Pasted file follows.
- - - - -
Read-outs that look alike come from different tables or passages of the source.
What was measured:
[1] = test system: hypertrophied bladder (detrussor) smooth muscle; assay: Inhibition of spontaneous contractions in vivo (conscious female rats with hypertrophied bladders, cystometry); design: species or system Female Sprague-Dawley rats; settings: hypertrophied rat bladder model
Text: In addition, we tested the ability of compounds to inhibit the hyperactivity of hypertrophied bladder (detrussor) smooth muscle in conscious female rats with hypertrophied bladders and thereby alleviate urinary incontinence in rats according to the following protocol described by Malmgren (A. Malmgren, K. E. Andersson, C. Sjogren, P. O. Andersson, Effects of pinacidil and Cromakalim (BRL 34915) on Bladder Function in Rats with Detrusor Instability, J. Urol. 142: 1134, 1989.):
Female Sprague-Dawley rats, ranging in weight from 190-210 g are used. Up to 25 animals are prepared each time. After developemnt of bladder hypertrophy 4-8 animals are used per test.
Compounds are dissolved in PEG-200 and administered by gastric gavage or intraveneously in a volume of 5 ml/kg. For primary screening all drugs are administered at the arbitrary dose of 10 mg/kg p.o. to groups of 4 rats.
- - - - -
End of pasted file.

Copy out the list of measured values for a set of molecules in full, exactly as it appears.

Read-outs that look alike come from different tables or passages of the source.
What was measured:
[1] = test system: hypertrophied bladder (detrussor) smooth muscle; assay: Inhibition of spontaneous contractions in vivo (conscious female rats with hypertrophied bladders, cystometry); design: species or system Female Sprague-Dawley rats; settings: hypertrophied rat bladder model
Text: In addition, we tested the ability of compounds to inhibit the hyperactivity of hypertrophied bladder (detrussor) smooth muscle in conscious female rats with hypertrophied bladders and thereby alleviate urinary incontinence in rats according to the following protocol described by Malmgren (A. Malmgren, K. E. Andersson, C. Sjogren, P. O. Andersson, Effects of pinacidil and Cromakalim (BRL 34915) on Bladder Function in Rats with Detrusor Instability, J. Urol. 142: 1134, 1989.):
Female Sprague-Dawley rats, ranging in weight from 190-210 g are used. Up to 25 animals are prepared each time. After developemnt of bladder hypertrophy 4-8 animals are used per test.
Compounds are dissolved in PEG-200 and administered by gastric gavage or intraveneously in a volume of 5 ml/kg. For primary screening all drugs are administered at the arbitrary dose of 10 mg/kg p.o. to groups of 4 rats.